How one longs for a return to the discreet (and no doubt horribly corrupt) days when the Arts minister simply consulted a few of his friends and the President of the Royal Society of Literature and advised the Prime Minister accordingly. Rather than wasting quite a lot of taxpayers' money, why not take the really sensational step of appointing the best living British poet – Geoffrey Hill, say, Alan Jenkins or Don Paterson – and see what he or she comes up with, the possibility, of course, being that he (or she) may not produce anything at all.
But the Government, alas, doesn't want a good poet. Or not only (no disrespect to Mr Motion) a good poet. It wants someone who looks the part, will go round the schools and the literary festivals, make the appropriate noises on the Today programme and write doggerel for The Times. You can see why Motion, who has done his best and whose knighthood surely can't be much longer delayed – is desperate to be relieved of his appointment.
Watching Peter Flannery's Civil War epic 'The Devil's Whore' on Channel 4 and trying to work out why I liked it so much, I realised that it was because the series bears no relation to standard ideas of historical drama. For a start, most of the characters look as if they had stepped out of portraits by Sir Peter Lely, rather than resembling modern actors coaxed into fancy dress and buckle shoes.
Then again, the dialogue's period savour carries it light years beyond those approximations of the Tudor court in which the dramatis personae sound as if they walked in straight from the set of EastEnders. Finally, there is the suspicion that Flannery, though naturally compelled by his directors to stuff in the odd ripped bodice, is much more interested in the intricacies of mid-17th-century history than the pouting doxy's ravening breath: as at least one TV critic observed, he has pretty clearly been reading Keith Thomas's monumental Religion and the Decline of Magic.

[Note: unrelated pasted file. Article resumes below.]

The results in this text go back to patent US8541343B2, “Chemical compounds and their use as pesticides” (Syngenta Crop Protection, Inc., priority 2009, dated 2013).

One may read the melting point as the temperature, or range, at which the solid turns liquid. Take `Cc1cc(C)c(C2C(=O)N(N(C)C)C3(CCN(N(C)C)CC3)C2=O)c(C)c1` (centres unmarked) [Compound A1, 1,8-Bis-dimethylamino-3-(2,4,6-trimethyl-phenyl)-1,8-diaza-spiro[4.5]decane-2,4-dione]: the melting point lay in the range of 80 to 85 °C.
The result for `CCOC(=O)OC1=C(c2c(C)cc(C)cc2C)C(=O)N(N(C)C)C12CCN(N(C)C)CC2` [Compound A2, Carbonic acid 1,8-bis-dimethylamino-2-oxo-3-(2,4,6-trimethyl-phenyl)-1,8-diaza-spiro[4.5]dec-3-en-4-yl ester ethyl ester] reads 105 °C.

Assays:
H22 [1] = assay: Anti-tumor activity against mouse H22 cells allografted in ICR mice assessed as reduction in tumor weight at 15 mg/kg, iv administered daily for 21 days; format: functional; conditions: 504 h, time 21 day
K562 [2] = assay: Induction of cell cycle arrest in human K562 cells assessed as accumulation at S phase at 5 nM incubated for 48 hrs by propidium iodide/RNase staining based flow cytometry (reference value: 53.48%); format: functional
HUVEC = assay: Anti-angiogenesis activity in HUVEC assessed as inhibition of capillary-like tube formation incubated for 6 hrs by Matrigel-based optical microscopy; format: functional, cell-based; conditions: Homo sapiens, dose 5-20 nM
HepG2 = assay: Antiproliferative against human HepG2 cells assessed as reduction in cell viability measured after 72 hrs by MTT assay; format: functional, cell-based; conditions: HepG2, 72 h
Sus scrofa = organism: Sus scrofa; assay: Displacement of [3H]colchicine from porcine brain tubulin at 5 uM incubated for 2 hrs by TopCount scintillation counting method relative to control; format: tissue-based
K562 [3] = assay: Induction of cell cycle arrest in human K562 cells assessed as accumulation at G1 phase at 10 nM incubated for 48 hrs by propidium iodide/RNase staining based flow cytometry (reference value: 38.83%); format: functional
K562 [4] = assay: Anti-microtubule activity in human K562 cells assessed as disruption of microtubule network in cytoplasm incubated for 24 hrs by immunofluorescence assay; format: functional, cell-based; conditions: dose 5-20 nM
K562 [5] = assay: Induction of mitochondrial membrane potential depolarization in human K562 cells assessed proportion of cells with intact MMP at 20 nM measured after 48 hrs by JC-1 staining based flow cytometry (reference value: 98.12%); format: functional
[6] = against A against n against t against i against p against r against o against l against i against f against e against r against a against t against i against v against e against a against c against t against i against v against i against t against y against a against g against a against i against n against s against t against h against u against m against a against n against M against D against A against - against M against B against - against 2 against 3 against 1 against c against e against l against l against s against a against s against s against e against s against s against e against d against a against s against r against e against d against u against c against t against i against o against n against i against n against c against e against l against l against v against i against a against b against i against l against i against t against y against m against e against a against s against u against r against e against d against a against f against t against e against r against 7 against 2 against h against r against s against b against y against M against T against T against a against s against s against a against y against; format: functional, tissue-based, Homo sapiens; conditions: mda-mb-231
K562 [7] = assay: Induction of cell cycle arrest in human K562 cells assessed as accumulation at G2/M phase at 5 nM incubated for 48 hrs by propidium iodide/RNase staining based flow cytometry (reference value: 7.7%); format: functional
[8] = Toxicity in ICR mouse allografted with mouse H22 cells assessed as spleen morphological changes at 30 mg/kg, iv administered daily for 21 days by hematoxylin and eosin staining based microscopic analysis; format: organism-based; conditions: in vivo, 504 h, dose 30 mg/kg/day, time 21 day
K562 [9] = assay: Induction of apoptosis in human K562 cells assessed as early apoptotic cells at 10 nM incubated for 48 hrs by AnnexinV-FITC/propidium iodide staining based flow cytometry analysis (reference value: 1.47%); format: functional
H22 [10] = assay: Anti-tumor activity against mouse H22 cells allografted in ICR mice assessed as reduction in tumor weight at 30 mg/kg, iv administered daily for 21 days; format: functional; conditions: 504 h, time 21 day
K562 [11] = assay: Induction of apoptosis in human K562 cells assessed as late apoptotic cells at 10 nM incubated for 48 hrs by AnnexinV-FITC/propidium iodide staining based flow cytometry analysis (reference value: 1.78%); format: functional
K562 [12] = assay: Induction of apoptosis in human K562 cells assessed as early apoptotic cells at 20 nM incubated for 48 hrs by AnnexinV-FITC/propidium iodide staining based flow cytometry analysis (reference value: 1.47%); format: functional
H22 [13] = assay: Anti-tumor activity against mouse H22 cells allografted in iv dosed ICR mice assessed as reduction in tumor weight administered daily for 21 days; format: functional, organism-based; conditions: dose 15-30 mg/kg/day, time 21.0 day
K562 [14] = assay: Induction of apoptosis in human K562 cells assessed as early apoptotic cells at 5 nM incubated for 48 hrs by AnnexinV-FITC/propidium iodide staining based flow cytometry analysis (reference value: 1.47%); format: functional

Given all these conspicuous merits, I wasn't a bit surprised to discover that the project had shuttled back and forth between the BBC and Channel 4 for years, and was originally conceived as a 12-parter, before being reduced to a third of its length and put out on a Wednesday night in advance of Desperate Housewives.
Never mind the "F" word, on which so many modern media controversies seem to depend. Last week's coverage of the Chancellor's pre-Budget report brought the first sustained public usage for many years of the "S" word – socialism – which several pundits from the business community detected in proposals to up the top rate of tax to 45p in the pound. It is not quite certain when the word "socialist" became a term of abuse. Even by the 1970s, Labour politicians had grown slightly embarrassed by it, and the sight of our middle-class leaders trying to remember the words to "The Red Flag" at the end of party conferences was a regular teenage treat. At the same time, no one should underestimate the fear of the left that underlay most pre-Thatcher political discourse. It took until at least the 1984/5 miners' strike for my father to abandon his favourite dystopian nightmare of Russian tanks cruising the streets of Norwich.
Neither should anyone underestimate the ability of former comrades to reinvent themselves. Taken by my father to a rally at the February 1974 General Election, I had pointed out to me a gesticulating Trotskyist carrying a banner that read "Vote Labour and prepare to fight". We were both much amused a quarter of a century later when the self-same Dr Ian Gibson, whose younger incarnation we had observed, got in as Labour MP for Norwich North. To go back to socialism, even 1970s party ideologues such as Tony Crosland used to maintain that if the taxable part of GDP exceeded 40 per cent, one was no longer living in a free society. Curiously, in the light of Mr Darling's spending plans, society suddenly looks a lot less free than it was back in the days of Wilson, Callaghan and "vote Labour and prepare to fight".Reuse content